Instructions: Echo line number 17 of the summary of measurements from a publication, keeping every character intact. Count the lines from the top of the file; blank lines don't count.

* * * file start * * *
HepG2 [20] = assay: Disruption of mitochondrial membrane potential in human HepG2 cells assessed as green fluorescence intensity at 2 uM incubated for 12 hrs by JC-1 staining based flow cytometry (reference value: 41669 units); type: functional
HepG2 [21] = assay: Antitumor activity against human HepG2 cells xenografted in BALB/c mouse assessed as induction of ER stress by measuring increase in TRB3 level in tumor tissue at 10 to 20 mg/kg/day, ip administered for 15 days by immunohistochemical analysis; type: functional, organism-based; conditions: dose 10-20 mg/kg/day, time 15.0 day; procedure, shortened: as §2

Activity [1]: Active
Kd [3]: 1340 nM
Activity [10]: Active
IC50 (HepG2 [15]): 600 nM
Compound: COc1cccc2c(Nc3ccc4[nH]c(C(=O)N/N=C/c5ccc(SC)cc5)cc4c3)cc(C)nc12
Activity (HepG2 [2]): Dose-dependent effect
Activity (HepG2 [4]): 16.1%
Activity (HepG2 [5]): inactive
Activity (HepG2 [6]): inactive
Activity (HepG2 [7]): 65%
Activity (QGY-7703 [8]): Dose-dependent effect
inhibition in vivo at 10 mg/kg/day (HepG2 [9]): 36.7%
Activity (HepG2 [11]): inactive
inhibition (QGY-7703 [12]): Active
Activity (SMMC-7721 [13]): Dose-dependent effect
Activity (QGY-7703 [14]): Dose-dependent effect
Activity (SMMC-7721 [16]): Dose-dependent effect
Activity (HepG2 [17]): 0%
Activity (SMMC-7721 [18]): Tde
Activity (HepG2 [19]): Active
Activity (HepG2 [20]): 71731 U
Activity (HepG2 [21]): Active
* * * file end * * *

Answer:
Activity (SMMC-7721 [13]): Dose-dependent effect